Composite stent-grafts are not associated with increased endoleak or reintervention rates after endovascular abdominal aneurysm repair

Julia T. Saraidaridis, Nicholas H. Osborne, Jonathan L. Eliason, Enrique Criado, David M. Williams, Narasimham L. Dasika, Gilbert R. Upchurch, John E. Rectenwald

Research output: Contribution to journalArticlepeer-review

2 Scopus citations


Background: Although present-generation endografts have expanded the indications for endovascular abdominal aneurysm repair, arterial anatomy frequently dictates the use of a combination of commercially available endografts and components for successful aneurysm repair. This study sought to determine whether there was an increase in endoleak or secondary intervention rates in individuals treated with composite endografts compared with noncomposite, or standard, endografts. Methods: From 1999 to 2009, 421 endovascular abdominal aneurysm repairs were performed at a single institution. A total of 384 patients met criteria for inclusion, with at least one follow-up imaging study. Patients were then identified as having had a composite endograft, defined as any combination of two or more different commercially available endograft or stent components, versus a standard endograft. Primary outcomes measured were freedom from endoleak and secondary intervention. Results: During the study period, 60 composite endograftings and 324 standard endograftings were performed. The groups were well matched for demographics, including age, gender, comorbidities, emergent need for procedure, and 30-day mortality (1.64% vs. 1.54%, nonsignificant). Median follow-up was 16.3 months (range, 19 days to 8.5 years) and 10.2 months (range, 4 days to 8.7 years) for composite and standard endografts, respectively. There was no significant difference between the groups in either endoleak or secondary intervention rates. Median time to endoleak detection was 2.0 months (range, 2 days to 3.9 years) for composite endografts and 2.8 months (range, 2 days to 6.9 years) for standard endografts. Median time to secondary intervention was 7.0 months (range, 4 days to 6.9 years) for composite endografts and 6.7 months (range, 1 day to 6.7 years) for standard endografts. Conclusions: Composite endografts, namely, the combination of different commercially available endografts or stents used for the treatment of aortic aneurysms, are not associated with increased mortality, endoleak, or secondary intervention rates compared with noncomposite endografts.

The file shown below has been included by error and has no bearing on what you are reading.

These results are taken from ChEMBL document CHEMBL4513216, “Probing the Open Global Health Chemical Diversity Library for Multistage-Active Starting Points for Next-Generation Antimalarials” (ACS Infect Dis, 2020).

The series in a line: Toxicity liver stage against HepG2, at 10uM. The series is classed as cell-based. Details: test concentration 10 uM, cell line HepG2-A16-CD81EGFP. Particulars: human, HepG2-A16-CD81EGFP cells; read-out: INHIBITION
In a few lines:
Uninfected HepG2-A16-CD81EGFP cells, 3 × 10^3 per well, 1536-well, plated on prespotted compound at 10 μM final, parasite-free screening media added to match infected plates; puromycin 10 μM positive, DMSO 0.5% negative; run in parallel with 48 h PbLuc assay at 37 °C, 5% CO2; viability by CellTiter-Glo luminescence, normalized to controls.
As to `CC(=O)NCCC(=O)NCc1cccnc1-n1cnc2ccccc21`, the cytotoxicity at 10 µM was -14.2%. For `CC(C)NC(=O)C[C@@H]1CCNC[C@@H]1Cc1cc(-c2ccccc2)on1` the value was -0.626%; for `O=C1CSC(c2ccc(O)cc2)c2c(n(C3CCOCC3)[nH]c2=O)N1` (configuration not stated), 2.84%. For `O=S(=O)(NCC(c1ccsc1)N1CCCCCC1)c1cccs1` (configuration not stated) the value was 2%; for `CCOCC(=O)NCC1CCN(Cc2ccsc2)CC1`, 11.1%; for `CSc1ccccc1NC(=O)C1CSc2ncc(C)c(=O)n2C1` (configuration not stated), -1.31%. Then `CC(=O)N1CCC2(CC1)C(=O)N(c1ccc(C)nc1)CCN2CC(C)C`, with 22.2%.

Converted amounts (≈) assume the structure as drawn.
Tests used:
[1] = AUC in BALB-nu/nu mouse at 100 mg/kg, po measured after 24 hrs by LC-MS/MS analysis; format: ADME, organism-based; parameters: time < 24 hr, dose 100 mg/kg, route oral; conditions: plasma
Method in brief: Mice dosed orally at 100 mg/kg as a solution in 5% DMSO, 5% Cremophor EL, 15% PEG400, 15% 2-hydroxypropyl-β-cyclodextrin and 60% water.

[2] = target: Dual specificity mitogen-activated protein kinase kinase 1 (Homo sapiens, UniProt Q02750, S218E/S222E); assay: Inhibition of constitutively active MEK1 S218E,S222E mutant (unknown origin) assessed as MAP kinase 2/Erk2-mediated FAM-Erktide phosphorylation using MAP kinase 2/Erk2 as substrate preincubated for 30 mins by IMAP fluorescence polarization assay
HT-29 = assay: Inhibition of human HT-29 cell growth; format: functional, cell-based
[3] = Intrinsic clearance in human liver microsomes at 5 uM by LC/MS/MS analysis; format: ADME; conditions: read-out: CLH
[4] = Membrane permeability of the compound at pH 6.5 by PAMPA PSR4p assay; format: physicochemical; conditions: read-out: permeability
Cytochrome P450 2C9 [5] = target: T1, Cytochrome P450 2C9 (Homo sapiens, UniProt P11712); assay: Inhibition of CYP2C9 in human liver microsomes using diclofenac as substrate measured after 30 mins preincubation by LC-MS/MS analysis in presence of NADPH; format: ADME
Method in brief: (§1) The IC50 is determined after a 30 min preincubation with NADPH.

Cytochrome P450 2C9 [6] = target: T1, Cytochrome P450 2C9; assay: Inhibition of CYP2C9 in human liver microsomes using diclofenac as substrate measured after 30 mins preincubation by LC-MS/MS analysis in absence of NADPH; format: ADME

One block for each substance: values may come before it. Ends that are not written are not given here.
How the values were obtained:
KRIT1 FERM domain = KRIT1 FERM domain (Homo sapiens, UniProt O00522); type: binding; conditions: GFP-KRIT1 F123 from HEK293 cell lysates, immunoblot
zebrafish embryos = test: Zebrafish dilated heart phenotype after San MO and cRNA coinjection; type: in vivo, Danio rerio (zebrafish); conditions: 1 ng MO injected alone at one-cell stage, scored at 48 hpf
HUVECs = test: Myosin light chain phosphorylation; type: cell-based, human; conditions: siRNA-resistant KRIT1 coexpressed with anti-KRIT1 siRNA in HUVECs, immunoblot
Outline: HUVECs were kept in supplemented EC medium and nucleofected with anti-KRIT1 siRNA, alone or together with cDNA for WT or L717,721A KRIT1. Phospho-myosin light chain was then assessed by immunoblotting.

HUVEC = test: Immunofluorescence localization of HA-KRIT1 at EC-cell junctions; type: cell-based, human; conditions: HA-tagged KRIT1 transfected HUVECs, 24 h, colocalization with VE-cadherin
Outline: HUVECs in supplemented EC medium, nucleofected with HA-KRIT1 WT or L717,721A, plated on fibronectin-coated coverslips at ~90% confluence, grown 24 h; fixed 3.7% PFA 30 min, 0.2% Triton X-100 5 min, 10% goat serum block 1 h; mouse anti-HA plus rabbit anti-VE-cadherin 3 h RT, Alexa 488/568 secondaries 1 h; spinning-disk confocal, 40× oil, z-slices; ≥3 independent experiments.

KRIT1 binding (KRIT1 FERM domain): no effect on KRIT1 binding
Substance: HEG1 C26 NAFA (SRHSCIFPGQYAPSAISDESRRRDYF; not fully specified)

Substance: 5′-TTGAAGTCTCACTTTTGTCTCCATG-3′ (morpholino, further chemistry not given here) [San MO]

Original languageEnglish (US)
Pages (from-to)274-281
Number of pages8
JournalAnnals of Vascular Surgery
Issue number3
StatePublished - Apr 2013

ASJC Scopus subject areas

  • Surgery
  • Cardiology and Cardiovascular Medicine


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